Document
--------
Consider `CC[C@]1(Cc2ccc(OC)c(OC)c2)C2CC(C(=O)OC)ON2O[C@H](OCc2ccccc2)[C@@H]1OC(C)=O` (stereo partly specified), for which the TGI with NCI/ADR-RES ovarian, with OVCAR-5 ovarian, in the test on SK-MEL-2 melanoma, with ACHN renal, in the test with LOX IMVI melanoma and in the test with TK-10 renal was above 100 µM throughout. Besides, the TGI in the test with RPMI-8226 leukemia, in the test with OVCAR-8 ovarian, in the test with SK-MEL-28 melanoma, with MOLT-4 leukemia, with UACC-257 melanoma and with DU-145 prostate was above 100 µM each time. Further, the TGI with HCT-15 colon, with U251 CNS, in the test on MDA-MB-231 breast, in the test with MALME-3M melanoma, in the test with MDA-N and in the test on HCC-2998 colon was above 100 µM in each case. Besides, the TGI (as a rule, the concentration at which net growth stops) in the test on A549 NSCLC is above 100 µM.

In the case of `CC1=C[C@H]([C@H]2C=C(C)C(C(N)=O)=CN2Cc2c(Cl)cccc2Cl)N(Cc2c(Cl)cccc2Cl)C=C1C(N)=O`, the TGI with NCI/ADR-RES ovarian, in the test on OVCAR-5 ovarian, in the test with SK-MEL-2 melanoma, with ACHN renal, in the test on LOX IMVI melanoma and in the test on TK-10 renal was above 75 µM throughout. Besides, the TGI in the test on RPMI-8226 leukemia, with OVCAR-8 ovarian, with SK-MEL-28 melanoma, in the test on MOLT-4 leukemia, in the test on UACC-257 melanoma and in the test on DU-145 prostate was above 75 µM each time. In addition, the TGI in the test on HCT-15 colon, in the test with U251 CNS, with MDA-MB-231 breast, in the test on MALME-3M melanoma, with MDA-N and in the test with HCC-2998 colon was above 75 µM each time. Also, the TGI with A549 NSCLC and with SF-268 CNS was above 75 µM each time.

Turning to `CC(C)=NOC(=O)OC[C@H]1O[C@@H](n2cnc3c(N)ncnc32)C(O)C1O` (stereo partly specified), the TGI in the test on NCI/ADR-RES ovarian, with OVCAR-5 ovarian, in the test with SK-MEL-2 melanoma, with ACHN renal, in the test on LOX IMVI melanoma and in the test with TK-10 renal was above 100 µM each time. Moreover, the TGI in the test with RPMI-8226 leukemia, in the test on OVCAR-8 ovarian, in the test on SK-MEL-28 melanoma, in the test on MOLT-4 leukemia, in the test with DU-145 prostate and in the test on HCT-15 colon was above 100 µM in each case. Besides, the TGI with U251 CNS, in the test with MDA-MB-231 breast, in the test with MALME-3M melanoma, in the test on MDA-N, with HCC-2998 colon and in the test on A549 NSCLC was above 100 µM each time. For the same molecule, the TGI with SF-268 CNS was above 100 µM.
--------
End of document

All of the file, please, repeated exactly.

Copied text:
Consider `CC[C@]1(Cc2ccc(OC)c(OC)c2)C2CC(C(=O)OC)ON2O[C@H](OCc2ccccc2)[C@@H]1OC(C)=O` (stereo partly specified), for which the TGI with NCI/ADR-RES ovarian, with OVCAR-5 ovarian, in the test on SK-MEL-2 melanoma, with ACHN renal, in the test with LOX IMVI melanoma and in the test with TK-10 renal was above 100 µM throughout. Besides, the TGI in the test with RPMI-8226 leukemia, in the test with OVCAR-8 ovarian, in the test with SK-MEL-28 melanoma, with MOLT-4 leukemia, with UACC-257 melanoma and with DU-145 prostate was above 100 µM each time. Further, the TGI with HCT-15 colon, with U251 CNS, in the test on MDA-MB-231 breast, in the test with MALME-3M melanoma, in the test with MDA-N and in the test on HCC-2998 colon was above 100 µM in each case. Besides, the TGI (as a rule, the concentration at which net growth stops) in the test on A549 NSCLC is above 100 µM.

In the case of `CC1=C[C@H]([C@H]2C=C(C)C(C(N)=O)=CN2Cc2c(Cl)cccc2Cl)N(Cc2c(Cl)cccc2Cl)C=C1C(N)=O`, the TGI with NCI/ADR-RES ovarian, in the test on OVCAR-5 ovarian, in the test with SK-MEL-2 melanoma, with ACHN renal, in the test on LOX IMVI melanoma and in the test on TK-10 renal was above 75 µM throughout. Besides, the TGI in the test on RPMI-8226 leukemia, with OVCAR-8 ovarian, with SK-MEL-28 melanoma, in the test on MOLT-4 leukemia, in the test on UACC-257 melanoma and in the test on DU-145 prostate was above 75 µM each time. In addition, the TGI in the test on HCT-15 colon, in the test with U251 CNS, with MDA-MB-231 breast, in the test on MALME-3M melanoma, with MDA-N and in the test with HCC-2998 colon was above 75 µM each time. Also, the TGI with A549 NSCLC and with SF-268 CNS was above 75 µM each time.

Turning to `CC(C)=NOC(=O)OC[C@H]1O[C@@H](n2cnc3c(N)ncnc32)C(O)C1O` (stereo partly specified), the TGI in the test on NCI/ADR-RES ovarian, with OVCAR-5 ovarian, in the test with SK-MEL-2 melanoma, with ACHN renal, in the test on LOX IMVI melanoma and in the test with TK-10 renal was above 100 µM each time. Moreover, the TGI in the test with RPMI-8226 leukemia, in the test on OVCAR-8 ovarian, in the test on SK-MEL-28 melanoma, in the test on MOLT-4 leukemia, in the test with DU-145 prostate and in the test on HCT-15 colon was above 100 µM in each case. Besides, the TGI with U251 CNS, in the test with MDA-MB-231 breast, in the test with MALME-3M melanoma, in the test on MDA-N, with HCC-2998 colon and in the test on A549 NSCLC was above 100 µM each time. For the same molecule, the TGI with SF-268 CNS was above 100 µM.